The paralegal rate of $175/hour, however, has less support in the record (except that it is the firm's standard hourly rate “for clients who are able to pay that rate, ” D. 272 at 8). It also appears on the higher end of compensable paralegal time even in the cases cited by Riley. D. 294 at 6; D. 287 at 6. Accordingly, the Court concludes that a more reasonable rate is $125/hour for paralegal work.

         Reasonable Hours Billed.

         The Court is aware that Riley seeks reimbursement of hours already reduced by 526.10 hours (from the total of 3, 077.30 hours expended) and then by a 20% downward adjustment to the total lodestar calculation. D. 271 at 3. D. In challenging the total award sought, MSP also challenges not just the total number of hours billed, but the fact that the partners (Attorneys Messing and Weliky) did the bulk of the legal work instead of delegating less complex matters to the associate/contract attorneys who were billing at a lower rate. D. 287 at 8-12; see In re Volkswagen and Audi Warranty Extension Litig., 89 F.Supp.3d 155, 175-76 (D. Mass. 2015). The Court agrees with Riley that it was reasonable for the partners on his team (Attorneys Messing and Weliky) to take the lead on the major aspects of the litigation regarding the taking of depositions of key witnesses, drafting and revising of summary judgment motions, motions in limine, oral argument, consultation and preparation with his expert, Dr. Wiesen and the conduct of trial. D 271 at 12. Although the Court appreciates that the law firm representing Riley has only three partners and one associate, id. this team was able to utilize the one associate and contract attorneys they otherwise engaged for lower-level work that needed to be done but did not require the work of the partners. Such work includes, for some examples, the drafting of notices of appearance, drafting of discovery responses, legal research, and document review. See generally 272-7. Accordingly, the Court concludes that a further 10% reduction in the hours billed by Attorneys Messing (reducing 939.9 hours to 845.91 hours) and Weliky (reducing 1028.10 hours to 925.29) and a corresponding 10% increase in the hours billed by the associate, from 272.4 to 299.64 hours, and contract attorneys, from 236.30 to 259.93 hours) is warranted. See Shannon v. Fireman's Fund Ins. Co., 156 F.Supp.2d 279, 301-2 (S.D.N.Y. 2001) (permitting modification of the lodestar amount upward or downward based on certain considerations).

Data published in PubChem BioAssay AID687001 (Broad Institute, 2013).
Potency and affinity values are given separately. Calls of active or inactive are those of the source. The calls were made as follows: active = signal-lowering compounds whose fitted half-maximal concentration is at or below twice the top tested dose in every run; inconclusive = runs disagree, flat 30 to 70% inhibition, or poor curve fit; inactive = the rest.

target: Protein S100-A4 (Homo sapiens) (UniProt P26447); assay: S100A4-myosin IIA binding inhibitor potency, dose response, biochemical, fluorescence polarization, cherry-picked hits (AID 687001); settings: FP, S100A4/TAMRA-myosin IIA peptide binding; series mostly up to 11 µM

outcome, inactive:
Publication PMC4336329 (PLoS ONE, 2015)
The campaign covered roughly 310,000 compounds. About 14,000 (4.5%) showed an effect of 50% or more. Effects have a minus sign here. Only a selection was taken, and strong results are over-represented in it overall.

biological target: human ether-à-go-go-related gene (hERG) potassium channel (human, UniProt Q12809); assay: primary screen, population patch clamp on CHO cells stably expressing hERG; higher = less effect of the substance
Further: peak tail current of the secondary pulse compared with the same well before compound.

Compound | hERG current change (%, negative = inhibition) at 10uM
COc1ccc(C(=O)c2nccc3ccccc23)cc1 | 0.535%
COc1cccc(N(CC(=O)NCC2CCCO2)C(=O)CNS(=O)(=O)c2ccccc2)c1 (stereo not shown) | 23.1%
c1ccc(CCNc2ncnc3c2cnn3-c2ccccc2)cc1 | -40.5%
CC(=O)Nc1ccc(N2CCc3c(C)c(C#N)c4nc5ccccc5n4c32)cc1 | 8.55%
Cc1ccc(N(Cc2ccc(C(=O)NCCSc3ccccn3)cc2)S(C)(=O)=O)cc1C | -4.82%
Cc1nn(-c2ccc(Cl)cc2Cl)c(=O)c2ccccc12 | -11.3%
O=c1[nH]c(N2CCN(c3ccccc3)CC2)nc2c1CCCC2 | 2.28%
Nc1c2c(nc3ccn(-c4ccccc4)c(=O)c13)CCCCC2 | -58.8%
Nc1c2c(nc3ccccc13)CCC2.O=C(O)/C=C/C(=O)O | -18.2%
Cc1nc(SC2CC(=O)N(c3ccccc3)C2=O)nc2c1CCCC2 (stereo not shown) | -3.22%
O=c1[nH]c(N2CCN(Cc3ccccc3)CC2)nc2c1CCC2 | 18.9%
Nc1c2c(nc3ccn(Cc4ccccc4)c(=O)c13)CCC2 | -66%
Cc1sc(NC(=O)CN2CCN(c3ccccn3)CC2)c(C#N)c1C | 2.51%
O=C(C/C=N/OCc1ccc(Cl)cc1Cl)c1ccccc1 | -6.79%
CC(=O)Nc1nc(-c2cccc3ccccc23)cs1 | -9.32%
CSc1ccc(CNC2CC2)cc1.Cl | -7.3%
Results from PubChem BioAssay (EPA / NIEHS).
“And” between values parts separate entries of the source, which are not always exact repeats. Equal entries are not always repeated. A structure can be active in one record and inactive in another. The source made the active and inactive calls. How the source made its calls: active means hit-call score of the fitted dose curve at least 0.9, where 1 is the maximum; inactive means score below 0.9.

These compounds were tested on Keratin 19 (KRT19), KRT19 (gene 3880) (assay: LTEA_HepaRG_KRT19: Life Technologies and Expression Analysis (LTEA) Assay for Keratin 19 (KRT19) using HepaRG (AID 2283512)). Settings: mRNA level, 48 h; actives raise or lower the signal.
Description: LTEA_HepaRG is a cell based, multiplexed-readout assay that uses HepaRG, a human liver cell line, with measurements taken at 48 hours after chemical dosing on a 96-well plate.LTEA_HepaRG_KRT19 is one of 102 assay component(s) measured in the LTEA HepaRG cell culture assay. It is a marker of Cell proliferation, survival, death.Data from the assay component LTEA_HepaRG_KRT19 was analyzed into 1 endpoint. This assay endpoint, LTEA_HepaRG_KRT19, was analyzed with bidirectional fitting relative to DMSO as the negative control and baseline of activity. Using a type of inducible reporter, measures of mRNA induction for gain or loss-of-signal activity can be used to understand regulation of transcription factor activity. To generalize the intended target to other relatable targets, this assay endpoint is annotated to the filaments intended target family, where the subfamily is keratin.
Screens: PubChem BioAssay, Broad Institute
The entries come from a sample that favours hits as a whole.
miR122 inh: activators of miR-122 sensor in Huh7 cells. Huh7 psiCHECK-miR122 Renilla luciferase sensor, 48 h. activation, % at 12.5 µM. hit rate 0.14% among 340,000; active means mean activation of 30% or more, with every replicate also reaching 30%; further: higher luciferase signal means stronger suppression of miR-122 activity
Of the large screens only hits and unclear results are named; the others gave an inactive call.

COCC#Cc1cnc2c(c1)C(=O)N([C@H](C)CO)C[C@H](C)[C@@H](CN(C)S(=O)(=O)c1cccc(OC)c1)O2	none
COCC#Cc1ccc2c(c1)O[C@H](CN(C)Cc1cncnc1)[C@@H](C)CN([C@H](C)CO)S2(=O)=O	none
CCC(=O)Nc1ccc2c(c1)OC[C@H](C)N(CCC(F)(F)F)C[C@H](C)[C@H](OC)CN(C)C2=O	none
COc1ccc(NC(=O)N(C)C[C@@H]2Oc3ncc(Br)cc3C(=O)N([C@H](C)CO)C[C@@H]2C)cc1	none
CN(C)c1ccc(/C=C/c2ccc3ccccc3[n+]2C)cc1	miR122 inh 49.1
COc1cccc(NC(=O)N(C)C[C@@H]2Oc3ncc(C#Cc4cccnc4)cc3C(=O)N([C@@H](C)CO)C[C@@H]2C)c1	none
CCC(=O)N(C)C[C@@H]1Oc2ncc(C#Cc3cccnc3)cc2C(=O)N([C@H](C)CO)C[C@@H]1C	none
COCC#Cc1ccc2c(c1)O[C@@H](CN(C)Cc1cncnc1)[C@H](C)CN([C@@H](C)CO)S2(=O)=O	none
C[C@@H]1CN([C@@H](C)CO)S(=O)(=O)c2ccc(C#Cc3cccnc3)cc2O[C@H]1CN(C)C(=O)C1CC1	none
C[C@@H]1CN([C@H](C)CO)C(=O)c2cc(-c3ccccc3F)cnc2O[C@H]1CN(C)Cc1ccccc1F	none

MSP also challenges the total number of attorney hours for which Riley seeks reimbursement. D. 287 at 12-15. Although the hours billed here are supported by contemporaneous billing records, in determining a reasonable award of attorney's fees, it is appropriate for the Court to “then subtract from that figure hours which were duplicative, unproductive, excessive or otherwise unnecessary.” Grendel's Den v. Larkin, 749 F.2d 945, 950 (1st Cir. 1984). The Court is mindful that the Riley has both decreased the total hours expending by 526.10 hours, D. 272 at 9, and then adjusted the lodestar by 20% to account for such duplicative and excessive hours. D. 272 at 13. The Court has considered MSP's arguments in this regard, D. 287 at 12-14, and concludes that these prior reductions by Riley appropriately reflects these concerns, particularly when it is paired with the 10% reduction in partner hours (and corresponding 10% increase in associate hours) that the Court is also making. Lastly, the Court notes that although this case involved a single plaintiff against an institutional defendant, many phases of the litigation were hotly contested including discovery, summary judgment and a number of substantive ...